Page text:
|ZFIN ID: ZDB-PUB-141121-2|
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Sqstm1 knock-down causes a locomotor phenotype ameliorated by rapamycin in a zebrafish model of ALS/FTLD
Lattante, S., de Calbiac, H., Le Ber, I., Brice, A., Ciura, S., Kabashi, E.
|Source:||Human molecular genetics 24(6): 1682-90 (Journal)|
|PubMed:||25410659 Full text @ Hum. Mol. Genet.|
Lattante, S., de Calbiac, H., Le Ber, I., Brice, A., Ciura, S., Kabashi, E. (2015) Sqstm1 knock-down causes a locomotor phenotype ameliorated by rapamycin in a zebrafish model of ALS/FTLD. Human molecular genetics. 24(6):1682-90.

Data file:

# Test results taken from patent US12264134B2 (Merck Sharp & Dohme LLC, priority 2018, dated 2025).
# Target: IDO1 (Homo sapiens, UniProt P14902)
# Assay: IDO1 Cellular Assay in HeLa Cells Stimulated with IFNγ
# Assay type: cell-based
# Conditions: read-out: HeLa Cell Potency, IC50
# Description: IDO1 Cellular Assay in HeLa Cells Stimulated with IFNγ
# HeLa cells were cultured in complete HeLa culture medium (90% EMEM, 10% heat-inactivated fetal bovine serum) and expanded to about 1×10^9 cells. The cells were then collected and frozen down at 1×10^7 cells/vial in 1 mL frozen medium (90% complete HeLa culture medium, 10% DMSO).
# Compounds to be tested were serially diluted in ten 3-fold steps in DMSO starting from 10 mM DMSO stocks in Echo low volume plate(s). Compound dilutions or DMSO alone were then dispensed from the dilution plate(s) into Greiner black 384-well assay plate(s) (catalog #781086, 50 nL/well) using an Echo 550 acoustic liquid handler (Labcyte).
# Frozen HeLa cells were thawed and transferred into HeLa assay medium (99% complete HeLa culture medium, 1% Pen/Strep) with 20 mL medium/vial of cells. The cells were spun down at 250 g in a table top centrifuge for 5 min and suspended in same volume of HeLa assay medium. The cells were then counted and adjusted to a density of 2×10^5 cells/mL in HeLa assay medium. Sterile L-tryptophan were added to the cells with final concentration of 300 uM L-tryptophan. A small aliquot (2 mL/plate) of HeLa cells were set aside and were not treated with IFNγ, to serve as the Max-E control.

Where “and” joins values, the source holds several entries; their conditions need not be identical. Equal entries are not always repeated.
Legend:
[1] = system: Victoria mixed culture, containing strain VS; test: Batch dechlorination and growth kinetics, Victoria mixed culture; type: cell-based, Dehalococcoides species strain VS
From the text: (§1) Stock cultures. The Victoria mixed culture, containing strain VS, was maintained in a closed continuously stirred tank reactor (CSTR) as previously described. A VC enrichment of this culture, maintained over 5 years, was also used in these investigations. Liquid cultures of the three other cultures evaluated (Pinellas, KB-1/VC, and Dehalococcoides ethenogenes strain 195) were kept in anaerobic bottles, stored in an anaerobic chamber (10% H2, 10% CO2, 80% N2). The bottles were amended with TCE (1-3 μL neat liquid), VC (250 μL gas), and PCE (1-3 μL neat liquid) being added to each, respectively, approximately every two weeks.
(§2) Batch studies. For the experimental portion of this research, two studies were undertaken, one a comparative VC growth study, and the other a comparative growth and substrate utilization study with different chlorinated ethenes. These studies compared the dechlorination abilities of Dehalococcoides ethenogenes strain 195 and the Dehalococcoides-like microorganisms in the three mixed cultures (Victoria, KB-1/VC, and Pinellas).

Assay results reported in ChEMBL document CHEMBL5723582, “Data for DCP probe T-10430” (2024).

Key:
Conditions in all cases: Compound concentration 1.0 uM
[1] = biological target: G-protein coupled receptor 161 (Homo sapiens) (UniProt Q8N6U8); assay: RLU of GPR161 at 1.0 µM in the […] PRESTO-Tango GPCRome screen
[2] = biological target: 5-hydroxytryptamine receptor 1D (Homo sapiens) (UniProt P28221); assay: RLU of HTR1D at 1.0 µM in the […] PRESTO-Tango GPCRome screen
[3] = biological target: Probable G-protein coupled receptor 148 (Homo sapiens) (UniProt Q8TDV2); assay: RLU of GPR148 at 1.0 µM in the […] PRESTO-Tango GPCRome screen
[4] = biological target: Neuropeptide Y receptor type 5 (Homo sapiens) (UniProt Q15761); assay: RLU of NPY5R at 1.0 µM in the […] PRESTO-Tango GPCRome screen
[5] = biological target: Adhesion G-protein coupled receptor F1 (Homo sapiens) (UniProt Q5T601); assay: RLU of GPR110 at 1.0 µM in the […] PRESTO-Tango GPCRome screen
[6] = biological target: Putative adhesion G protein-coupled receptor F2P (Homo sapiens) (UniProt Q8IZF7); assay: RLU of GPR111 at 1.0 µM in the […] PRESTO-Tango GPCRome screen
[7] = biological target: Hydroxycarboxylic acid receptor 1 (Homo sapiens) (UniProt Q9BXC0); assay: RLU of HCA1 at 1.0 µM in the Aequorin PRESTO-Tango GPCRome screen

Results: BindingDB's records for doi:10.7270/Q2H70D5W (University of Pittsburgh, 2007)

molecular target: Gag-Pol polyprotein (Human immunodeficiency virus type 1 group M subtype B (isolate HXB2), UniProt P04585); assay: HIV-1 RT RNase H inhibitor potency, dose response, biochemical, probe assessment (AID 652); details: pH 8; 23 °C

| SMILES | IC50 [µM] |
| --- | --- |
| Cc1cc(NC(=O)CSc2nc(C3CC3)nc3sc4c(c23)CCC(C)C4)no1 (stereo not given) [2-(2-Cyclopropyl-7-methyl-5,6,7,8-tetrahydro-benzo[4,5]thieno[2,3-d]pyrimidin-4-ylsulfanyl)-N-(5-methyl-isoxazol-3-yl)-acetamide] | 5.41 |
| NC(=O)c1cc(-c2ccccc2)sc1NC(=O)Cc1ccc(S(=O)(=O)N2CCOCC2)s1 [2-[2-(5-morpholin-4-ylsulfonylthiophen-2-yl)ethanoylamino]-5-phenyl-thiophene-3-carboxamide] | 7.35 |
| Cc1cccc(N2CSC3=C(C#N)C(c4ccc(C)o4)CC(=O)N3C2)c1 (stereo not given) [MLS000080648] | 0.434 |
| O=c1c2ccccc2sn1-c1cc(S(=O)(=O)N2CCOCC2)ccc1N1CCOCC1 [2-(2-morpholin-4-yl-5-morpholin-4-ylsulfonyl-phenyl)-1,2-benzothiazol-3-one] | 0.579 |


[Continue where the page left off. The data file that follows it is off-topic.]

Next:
ABSTRACTMutations in SQSTM1, encoding for the protein SQSTM1/p62, have been recently reported in 1-3.5% of patients with amyotrophic lateral sclerosis and frontotemporal lobar degeneration (ALS/FTLD). Inclusions positive for SQSTM1/p62 have been detected in patients with neurodegenerative disorders, including ALS/FTLD. In order to investigate the pathogenic mechanisms induced by SQSTM1 mutations in ALS/FTLD, we developed a zebrafish model. Knock-down of the sqstm1 zebrafish ortholog, as well as impairing of its splicing, led to a specific phenotype, consisting of behavioral and axonal anomalies. Here, we report swimming deficits associated with shorter motor neuronal axons that could be rescued by the overexpression of wild type human SQSTM1. Interestingly, no rescue of the loss-of-function phenotype was observed when overexpressing human SQSTM1 constructs carrying ALS/FTLD-related mutations. Consistent with its role in autophagy regulation, we found increased mTOR levels upon knock-down of sqstm1. Furthermore, treatment of zebrafish embryos with rapamycin, a known inhibitor of the mTOR pathway, yielded an amelioration of the locomotor phenotype in the sqstm1 knock-down model. Our results suggest that loss-of-function of SQSTM1 causes phenotypic features characterized by locomotor deficits and motor neuron axonal defects that are associated with a misregulation of autophagic processes.